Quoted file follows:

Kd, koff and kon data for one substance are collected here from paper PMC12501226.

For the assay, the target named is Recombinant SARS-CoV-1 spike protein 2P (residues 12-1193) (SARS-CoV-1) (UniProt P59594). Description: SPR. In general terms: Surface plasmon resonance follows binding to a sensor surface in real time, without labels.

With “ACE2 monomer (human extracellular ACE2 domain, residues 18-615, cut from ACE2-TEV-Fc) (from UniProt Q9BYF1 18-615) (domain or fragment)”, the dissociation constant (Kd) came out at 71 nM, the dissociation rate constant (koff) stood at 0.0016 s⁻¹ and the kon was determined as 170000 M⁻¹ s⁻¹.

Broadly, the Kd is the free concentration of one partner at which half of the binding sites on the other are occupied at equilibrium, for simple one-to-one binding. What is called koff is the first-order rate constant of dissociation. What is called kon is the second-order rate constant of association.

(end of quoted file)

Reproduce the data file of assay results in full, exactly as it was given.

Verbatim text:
Kd, koff and kon data for one substance are collected here from paper PMC12501226.

For the assay, the target named is Recombinant SARS-CoV-1 spike protein 2P (residues 12-1193) (SARS-CoV-1) (UniProt P59594). Description: SPR. In general terms: Surface plasmon resonance follows binding to a sensor surface in real time, without labels.

With “ACE2 monomer (human extracellular ACE2 domain, residues 18-615, cut from ACE2-TEV-Fc) (from UniProt Q9BYF1 18-615) (domain or fragment)”, the dissociation constant (Kd) came out at 71 nM, the dissociation rate constant (koff) stood at 0.0016 s⁻¹ and the kon was determined as 170000 M⁻¹ s⁻¹.

Broadly, the Kd is the free concentration of one partner at which half of the binding sites on the other are occupied at equilibrium, for simple one-to-one binding. What is called koff is the first-order rate constant of dissociation. What is called kon is the second-order rate constant of association.